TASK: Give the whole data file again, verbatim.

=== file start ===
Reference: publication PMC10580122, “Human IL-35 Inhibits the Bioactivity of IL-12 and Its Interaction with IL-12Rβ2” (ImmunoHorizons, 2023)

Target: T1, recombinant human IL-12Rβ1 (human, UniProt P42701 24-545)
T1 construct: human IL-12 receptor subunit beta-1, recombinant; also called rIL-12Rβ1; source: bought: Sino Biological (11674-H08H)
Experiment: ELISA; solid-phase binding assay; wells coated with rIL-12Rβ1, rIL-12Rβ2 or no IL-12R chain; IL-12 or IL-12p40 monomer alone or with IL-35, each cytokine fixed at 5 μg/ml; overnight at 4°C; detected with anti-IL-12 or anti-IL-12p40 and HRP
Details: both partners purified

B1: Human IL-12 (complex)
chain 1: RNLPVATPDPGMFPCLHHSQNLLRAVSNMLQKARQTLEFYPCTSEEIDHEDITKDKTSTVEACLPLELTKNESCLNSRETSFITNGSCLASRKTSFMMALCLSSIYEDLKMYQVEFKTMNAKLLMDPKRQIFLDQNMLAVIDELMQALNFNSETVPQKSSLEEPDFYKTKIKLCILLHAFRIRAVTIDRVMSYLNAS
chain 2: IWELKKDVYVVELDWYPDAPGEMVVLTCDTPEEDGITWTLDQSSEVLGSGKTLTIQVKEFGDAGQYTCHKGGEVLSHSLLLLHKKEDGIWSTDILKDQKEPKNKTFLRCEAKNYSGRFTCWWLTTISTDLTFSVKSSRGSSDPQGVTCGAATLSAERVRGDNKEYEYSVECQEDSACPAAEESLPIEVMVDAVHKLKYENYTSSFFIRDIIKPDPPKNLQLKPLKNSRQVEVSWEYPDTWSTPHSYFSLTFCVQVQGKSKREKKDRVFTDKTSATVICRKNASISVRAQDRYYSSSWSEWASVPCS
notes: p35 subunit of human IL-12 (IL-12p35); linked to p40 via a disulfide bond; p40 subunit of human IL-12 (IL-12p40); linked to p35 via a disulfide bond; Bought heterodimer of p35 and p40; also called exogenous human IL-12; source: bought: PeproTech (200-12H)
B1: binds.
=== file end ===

Reference: publication PMC10580122, “Human IL-35 Inhibits the Bioactivity of IL-12 and Its Interaction with IL-12Rβ2” (ImmunoHorizons, 2023)

Target: T1, recombinant human IL-12Rβ1 (human, UniProt P42701 24-545)
T1 construct: human IL-12 receptor subunit beta-1, recombinant; also called rIL-12Rβ1; source: bought: Sino Biological (11674-H08H)
Experiment: ELISA; solid-phase binding assay; wells coated with rIL-12Rβ1, rIL-12Rβ2 or no IL-12R chain; IL-12 or IL-12p40 monomer alone or with IL-35, each cytokine fixed at 5 μg/ml; overnight at 4°C; detected with anti-IL-12 or anti-IL-12p40 and HRP
Details: both partners purified

B1: Human IL-12 (complex)
chain 1: RNLPVATPDPGMFPCLHHSQNLLRAVSNMLQKARQTLEFYPCTSEEIDHEDITKDKTSTVEACLPLELTKNESCLNSRETSFITNGSCLASRKTSFMMALCLSSIYEDLKMYQVEFKTMNAKLLMDPKRQIFLDQNMLAVIDELMQALNFNSETVPQKSSLEEPDFYKTKIKLCILLHAFRIRAVTIDRVMSYLNAS
chain 2: IWELKKDVYVVELDWYPDAPGEMVVLTCDTPEEDGITWTLDQSSEVLGSGKTLTIQVKEFGDAGQYTCHKGGEVLSHSLLLLHKKEDGIWSTDILKDQKEPKNKTFLRCEAKNYSGRFTCWWLTTISTDLTFSVKSSRGSSDPQGVTCGAATLSAERVRGDNKEYEYSVECQEDSACPAAEESLPIEVMVDAVHKLKYENYTSSFFIRDIIKPDPPKNLQLKPLKNSRQVEVSWEYPDTWSTPHSYFSLTFCVQVQGKSKREKKDRVFTDKTSATVICRKNASISVRAQDRYYSSSWSEWASVPCS
notes: p35 subunit of human IL-12 (IL-12p35); linked to p40 via a disulfide bond; p40 subunit of human IL-12 (IL-12p40); linked to p35 via a disulfide bond; Bought heterodimer of p35 and p40; also called exogenous human IL-12; source: bought: PeproTech (200-12H)
B1: binds.